Comfort zone is defined as a “situation or position in which a person feels secure, comfortable, or in control” by Collins English Dictionary. The example is very relevant: encouraging people to work outside their comfort zone.
When you’re young, being forced outside of your comfort zone is a common occurrence. Then, once you’re grown and escape your parent’s grasp, it is easy to become lost as you redefine what your own comfort zone actually is.
Some people find their comfort in performing a skill or talent that they’ve learned. Others are complacent living on their own and maintaining their own domain. People create their own comfort boundaries. Something as simple as wrapping one’s self in their favorite down comforter or grasping their wine bottle tightly as they bring it down to their glass can bring immense peace to some people.
For someone like myself, who has battled depression for as long as I can remember, I was a creature of habit. My comfort zone was within my routine, hanging out at familiar places after I got out of school or work. It’s these simple, sometimes mundane, routines that can creep up on you and quickly become a trap. Without noticing, I find myself becoming more of a shut-in and closing as many doors as possible, avoiding going out, interacting with other people, and experiencing new things.
The thing that drives me most crazy about all of this is that I was never that way. Withdrawn is not my stock personality. I grew up as an adventurous kid; by the time I was 9, I had easily visited more attractions up and down the eastern seaboard than many people have seen in all their lives.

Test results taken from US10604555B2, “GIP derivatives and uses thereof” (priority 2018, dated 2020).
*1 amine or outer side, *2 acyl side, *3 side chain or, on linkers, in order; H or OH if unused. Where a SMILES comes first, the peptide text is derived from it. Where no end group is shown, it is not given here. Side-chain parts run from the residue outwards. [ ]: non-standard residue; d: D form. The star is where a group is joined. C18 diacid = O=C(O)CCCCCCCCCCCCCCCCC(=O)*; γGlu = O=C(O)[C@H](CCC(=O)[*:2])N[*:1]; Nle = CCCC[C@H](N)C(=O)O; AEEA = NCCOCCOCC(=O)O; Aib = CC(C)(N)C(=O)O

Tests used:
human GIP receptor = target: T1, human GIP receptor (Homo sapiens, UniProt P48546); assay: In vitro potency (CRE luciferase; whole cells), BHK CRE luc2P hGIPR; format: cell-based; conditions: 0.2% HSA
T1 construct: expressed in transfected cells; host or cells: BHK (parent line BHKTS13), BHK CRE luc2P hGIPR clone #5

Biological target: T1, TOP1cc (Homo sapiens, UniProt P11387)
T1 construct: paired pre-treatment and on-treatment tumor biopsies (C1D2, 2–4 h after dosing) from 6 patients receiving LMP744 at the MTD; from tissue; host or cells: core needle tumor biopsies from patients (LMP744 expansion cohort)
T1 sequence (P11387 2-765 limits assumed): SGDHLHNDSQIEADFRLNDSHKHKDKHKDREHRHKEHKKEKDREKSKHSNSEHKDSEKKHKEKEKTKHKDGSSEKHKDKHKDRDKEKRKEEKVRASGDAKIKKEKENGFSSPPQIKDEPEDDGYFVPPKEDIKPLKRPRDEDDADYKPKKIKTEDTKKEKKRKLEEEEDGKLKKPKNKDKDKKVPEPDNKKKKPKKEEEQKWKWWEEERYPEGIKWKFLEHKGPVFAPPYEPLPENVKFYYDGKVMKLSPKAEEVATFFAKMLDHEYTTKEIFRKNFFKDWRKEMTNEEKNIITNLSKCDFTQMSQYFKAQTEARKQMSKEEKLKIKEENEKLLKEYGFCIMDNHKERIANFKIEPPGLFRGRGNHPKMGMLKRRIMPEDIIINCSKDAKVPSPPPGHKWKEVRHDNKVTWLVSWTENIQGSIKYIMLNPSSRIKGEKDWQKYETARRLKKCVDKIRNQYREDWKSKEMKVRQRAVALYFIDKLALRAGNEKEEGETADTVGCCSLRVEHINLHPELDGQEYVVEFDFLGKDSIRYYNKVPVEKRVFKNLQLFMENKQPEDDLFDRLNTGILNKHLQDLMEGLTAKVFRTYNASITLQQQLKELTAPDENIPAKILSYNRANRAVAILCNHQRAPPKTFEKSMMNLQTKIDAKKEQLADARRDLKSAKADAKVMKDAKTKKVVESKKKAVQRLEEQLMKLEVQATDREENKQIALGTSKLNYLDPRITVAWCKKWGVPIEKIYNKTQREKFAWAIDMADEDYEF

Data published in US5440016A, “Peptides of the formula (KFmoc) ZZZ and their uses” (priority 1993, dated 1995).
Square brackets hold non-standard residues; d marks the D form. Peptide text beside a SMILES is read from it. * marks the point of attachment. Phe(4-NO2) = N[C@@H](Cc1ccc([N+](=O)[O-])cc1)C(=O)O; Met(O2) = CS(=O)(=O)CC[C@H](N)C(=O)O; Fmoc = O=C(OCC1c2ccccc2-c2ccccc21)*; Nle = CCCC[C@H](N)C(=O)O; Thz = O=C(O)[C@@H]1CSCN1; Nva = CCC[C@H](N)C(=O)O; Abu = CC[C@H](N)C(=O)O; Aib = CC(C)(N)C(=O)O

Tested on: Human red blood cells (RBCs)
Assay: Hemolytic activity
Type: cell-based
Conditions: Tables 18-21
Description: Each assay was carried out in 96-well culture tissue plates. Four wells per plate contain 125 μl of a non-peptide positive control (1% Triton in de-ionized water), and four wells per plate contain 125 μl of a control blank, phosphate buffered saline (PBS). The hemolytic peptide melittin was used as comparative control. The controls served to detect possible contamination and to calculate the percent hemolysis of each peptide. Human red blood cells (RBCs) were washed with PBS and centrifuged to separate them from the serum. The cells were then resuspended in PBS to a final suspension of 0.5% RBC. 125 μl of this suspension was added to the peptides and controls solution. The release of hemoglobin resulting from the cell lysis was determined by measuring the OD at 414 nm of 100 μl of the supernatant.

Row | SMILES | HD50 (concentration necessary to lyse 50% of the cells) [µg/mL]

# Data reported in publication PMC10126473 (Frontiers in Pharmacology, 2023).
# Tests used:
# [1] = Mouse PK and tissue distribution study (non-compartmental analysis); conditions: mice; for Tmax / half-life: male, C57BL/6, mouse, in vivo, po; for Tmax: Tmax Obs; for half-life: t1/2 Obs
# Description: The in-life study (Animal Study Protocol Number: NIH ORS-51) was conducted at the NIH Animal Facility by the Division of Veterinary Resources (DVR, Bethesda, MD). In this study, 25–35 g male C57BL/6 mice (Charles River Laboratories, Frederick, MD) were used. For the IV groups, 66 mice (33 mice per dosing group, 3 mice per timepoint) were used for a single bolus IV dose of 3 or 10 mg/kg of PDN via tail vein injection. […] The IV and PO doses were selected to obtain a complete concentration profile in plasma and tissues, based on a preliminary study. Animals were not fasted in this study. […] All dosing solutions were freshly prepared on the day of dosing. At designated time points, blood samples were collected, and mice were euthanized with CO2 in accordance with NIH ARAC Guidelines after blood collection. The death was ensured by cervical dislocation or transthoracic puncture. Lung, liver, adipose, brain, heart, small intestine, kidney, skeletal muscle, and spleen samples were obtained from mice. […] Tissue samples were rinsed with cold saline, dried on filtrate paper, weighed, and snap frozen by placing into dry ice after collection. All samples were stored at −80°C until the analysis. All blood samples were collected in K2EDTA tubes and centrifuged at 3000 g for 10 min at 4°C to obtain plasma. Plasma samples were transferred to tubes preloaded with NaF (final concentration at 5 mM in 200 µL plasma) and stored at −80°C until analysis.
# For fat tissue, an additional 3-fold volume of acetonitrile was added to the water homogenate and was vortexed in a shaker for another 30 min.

My mother was always more excited to share an adventure than buy me a toy. Granted, we were a working class family and did not always have the extra money for the latest GI JOE or Lego set. Nevertheless, I remember times when I would miss school because my mother had whisked me up to Bear Mountain or to the Delaware Water Gap for hiking out in the woods and enjoying the sights. While this might not have been the best for my attendance (or arithmetic: 3+6=15, right?), it instilled in me an innate sense of travel and exploration.
When I found myself becoming more and more shut-in, I hated myself for it. It’s certainly not who I am in my soul; hell, I’m an Aquarius! I have a restless spirit that desires to be creative and freewheeling, not a goddamned hermit!